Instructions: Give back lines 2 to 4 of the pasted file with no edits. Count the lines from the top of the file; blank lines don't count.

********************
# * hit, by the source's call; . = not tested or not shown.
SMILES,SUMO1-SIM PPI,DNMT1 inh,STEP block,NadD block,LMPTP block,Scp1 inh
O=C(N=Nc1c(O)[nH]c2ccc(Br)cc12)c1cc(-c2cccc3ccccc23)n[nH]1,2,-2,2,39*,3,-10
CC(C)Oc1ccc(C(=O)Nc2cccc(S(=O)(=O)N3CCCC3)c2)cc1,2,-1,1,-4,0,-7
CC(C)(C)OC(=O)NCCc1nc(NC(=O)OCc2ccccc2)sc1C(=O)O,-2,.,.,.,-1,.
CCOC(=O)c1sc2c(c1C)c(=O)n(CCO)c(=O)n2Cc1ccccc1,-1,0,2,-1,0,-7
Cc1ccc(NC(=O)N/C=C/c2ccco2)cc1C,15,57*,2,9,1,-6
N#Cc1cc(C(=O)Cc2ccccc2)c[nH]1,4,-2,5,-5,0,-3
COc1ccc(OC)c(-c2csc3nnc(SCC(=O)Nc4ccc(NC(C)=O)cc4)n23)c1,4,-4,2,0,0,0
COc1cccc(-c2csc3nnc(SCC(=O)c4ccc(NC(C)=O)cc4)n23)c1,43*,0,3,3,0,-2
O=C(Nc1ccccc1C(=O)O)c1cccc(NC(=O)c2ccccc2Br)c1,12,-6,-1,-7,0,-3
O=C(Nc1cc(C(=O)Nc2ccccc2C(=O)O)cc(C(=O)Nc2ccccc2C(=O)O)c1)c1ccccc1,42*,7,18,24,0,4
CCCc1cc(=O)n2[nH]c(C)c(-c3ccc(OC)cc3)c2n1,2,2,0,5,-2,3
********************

SMILES,SUMO1-SIM PPI,DNMT1 inh,STEP block,NadD block,LMPTP block,Scp1 inh
O=C(N=Nc1c(O)[nH]c2ccc(Br)cc12)c1cc(-c2cccc3ccccc23)n[nH]1,2,-2,2,39*,3,-10
CC(C)Oc1ccc(C(=O)Nc2cccc(S(=O)(=O)N3CCCC3)c2)cc1,2,-1,1,-4,0,-7